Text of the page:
Pleural effusion complicating lung cancer is generally considered as a sign of unresectability. This study was undertaken in order to clarify the prognostic significance of minor pleural effusion complicating lung cancer. Twenty patients, who fulfilled the following requirements, were considered: 1) potentially operable bronchogenic carcinoma, which had not received previous therapy, 2) undiagnosed or only suspected pleural effusion on standard x-ray examination, 3) evidence of minor pleural effusion at CT scan investigation, 4) no pleural fluid drawn at thoracocentesis, and 5) thoracotomy, entailing collection of pleural fluid (100 ml) for cytology. Minor pleural effusions proved non-bloody and cytologically negative in 19 out of the 20 patients. However, they were associated with poor resectability rate (50%). Median survival was 14 months for the whole group of patients, and more than 37 months for the completely resected subgroup. Survival rates were not significantly different from those found in a similar group of patients with bronchogenic carcinoma but without any pleural effusion. Although minor pleural effusions complicating lung cancer do not preclude either curative resection or long-term survival expectancy, they usually indicate advanced disease.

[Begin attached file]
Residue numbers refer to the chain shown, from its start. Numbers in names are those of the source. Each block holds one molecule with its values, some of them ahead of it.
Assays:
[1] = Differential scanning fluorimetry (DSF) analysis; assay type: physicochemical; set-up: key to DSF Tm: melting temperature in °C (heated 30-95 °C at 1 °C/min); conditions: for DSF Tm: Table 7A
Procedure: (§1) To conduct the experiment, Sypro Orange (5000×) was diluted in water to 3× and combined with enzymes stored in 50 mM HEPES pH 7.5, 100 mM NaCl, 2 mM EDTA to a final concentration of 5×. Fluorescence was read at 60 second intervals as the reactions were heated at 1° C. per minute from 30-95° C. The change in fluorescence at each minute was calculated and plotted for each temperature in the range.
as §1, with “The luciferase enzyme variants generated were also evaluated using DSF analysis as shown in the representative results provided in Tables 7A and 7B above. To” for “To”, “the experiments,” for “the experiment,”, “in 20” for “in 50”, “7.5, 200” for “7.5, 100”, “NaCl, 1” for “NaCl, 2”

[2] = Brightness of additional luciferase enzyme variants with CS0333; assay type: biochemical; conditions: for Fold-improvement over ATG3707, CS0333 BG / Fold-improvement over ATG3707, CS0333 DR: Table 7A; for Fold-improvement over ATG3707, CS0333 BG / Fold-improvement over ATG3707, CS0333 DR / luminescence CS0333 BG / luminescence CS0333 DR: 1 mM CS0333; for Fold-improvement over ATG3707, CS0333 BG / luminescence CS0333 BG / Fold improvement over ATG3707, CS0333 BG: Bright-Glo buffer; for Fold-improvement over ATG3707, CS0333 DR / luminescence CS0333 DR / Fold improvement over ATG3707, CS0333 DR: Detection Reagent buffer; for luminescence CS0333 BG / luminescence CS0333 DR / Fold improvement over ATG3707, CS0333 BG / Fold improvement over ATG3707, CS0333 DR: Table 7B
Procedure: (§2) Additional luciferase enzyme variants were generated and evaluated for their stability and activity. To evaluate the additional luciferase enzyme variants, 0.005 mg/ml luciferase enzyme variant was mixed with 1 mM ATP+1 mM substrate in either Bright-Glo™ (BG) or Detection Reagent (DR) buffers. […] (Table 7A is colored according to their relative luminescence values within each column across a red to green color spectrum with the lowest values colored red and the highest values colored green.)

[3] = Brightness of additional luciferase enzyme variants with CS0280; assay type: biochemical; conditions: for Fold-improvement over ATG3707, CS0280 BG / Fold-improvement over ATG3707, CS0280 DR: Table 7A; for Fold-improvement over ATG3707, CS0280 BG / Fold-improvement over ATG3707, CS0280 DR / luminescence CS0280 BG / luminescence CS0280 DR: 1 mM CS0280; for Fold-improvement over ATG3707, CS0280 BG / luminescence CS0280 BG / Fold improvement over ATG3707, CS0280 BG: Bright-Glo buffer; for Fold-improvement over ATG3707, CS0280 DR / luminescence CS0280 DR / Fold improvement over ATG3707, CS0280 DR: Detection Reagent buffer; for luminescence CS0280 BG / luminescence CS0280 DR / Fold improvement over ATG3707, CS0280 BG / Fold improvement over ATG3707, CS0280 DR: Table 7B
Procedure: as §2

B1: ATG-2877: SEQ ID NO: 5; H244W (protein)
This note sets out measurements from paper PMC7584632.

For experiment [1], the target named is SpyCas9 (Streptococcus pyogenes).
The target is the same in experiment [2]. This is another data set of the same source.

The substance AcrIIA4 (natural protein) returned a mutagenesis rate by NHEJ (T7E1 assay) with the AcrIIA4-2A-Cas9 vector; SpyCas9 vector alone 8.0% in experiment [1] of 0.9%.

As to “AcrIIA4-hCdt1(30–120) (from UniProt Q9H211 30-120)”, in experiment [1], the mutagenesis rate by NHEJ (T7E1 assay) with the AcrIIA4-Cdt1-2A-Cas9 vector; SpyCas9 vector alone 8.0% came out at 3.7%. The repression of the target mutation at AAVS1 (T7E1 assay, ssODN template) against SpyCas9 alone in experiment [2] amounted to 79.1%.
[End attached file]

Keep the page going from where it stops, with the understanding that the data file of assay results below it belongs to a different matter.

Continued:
ASJC Scopus subject areas
- Cancer Research
- Pulmonary and Respiratory Medicine